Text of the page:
Research Question 4

Three way interaction HLMs: learning gains, intervention type, and background variables

The final Research Question of the study was: Do any background demographic variables interact with intervention type to impact learning gains? To answer this question, a model was built to assess the presence of a three way interaction between activity type, learning gains, and URM status. This was done to verify that the statistically significant interaction between the improvement and activity type did not affect students of different race/ethnicity differently. Again, these interactions were shown to not be statistically significant (p = 0.4761 and p = 0.7053) for Asian and URM students respectively (Table 3). Similarly the three way interactions that replaced race/ethnicity with gender or first generation Status were shown to be not statistically significant (p = 0.8510, and p = 0.9317) (Table 3). No demographic variables were shown to be associated with how students improve on the activity types.

Table 3 Results of three-way HLMs


Research Question 1

The Rasch analysis conducted in this study enables evaluation of the GeDI as a measurement instrument and builds upon previous research, offering additional insights into the GeDI's capabilities and limitations.

Strengths of the GeDI

Item and Person Outfit: The analysis revealed a key strength of the GeDI: strong fit of items and persons as evaluated by Outfit MSQ. None of the items were answered so easily correct or unpredictably that they deviated from the Rasch model which would be reflected by an Outfit MSQ value outside of the acceptable 0.7–1.3 range while we used a looser range of less than 2.0 for person Outfit MSQ measures. This consistency is underscored by the fact that only two students, representing a mere 1% of respondents, showed outfit measures outside this acceptable range. This finding is consistent with that of Tornabene et al. (2018), who found that no GeDI item had an Outfit MSQ outside the previously established range, reinforcing the reliability of the instrument’s items.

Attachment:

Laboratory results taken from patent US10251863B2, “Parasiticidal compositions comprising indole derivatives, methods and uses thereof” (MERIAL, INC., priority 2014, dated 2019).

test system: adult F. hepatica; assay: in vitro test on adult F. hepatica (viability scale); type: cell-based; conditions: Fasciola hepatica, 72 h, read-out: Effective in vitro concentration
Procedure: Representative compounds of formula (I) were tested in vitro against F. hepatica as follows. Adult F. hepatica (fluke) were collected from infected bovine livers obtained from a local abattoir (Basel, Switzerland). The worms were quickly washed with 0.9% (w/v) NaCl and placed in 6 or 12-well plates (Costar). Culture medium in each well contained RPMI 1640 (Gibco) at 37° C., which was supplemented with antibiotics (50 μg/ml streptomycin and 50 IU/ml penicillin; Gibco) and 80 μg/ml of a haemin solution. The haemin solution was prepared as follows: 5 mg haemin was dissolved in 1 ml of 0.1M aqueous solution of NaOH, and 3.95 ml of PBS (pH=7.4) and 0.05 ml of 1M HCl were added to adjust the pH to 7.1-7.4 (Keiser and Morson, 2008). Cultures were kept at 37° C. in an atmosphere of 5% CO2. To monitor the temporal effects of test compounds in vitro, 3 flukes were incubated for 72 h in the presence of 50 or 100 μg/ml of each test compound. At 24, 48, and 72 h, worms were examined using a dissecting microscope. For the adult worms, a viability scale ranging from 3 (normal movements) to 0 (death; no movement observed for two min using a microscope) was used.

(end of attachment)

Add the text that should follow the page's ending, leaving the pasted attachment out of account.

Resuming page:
Unidimensionality: Another significant strength of the GeDI is adherence to the unidimensionality assumption of the Rasch model. Our data, corroborated by good item and person fit, indicates unidimensionality with an eigenvalue of 1.8 for unexplained variation in the first contrast. This result closely matches the findings of Tornabene et al. (2018), where 1.8 was also the eigenvalue for unexplained variation in the first contrast, further validating the GeDI's capability to measure a single construct.

Weaknesses of the GeDI

Potential Multidimensionality: A potential concern arises with the clustering of items related to genetic drift in humans. This clustering, evident in the Standardized Residual Contrast 1 plot (Fig. 1), suggests a possible separate dimension. While the existence of multidimensionality is not supported by the eigenvalue for the unexplained variation in the first contrast, to explore this further, integrating additional items on human genetic drift into the GeDI could be beneficial.

Disparity in Reliability: The GeDI exhibited high item reliability (0.95) but low person reliability (0.69), a dichotomy that presents a major limitation in discerning between student abilities in understanding genetic drift. This pattern echoes the findings of Tornabene et al. (2018), who also reported low person reliability (0.62) and high item reliability (0.97). The root cause in the current study, evident in the Wright Map, is the misalignment of person and item measures, primarily due to a lack of challenging questions.

Comparison to Previous Studies: When compared to previous studies, our analysis revealed a more pronounced misalignment in person and item measures, with the instrument failing to differentiate among 44.6% of high-ability respondents. This issue was less severe in Tornabene et al. (2018), where only 12.5% of responses were inadequately distinguished due to the absence of high difficulty items. However, our inflated number compared to past results is likely due to our inclusion of the post-test data which included higher scores, on average, than pre-test only data. Indeed 76.2% of student’s with person measures greater than Item 8, the most difficult item, were person measures from the post-test. To enhance the effectiveness of the GeDI in both measuring initial understanding and tracking learning gains over time, a larger question bank containing questions of more varied and increased difficulty would likely be helpful.

In summary, while the GeDI demonstrates robustness in certain aspects, it also reveals areas in need of improvement to better serve as a comprehensive tool for assessing and tracking student understanding of genetic drift and related concepts.

Research Question 2

Our findings regarding Research Question 2 (Do upper-level undergraduate biology students gain a better understanding of genetic drift concepts as measured by the GeDI after completing a SimBio activity compared to an instructor-developed activity?) have several dimensions.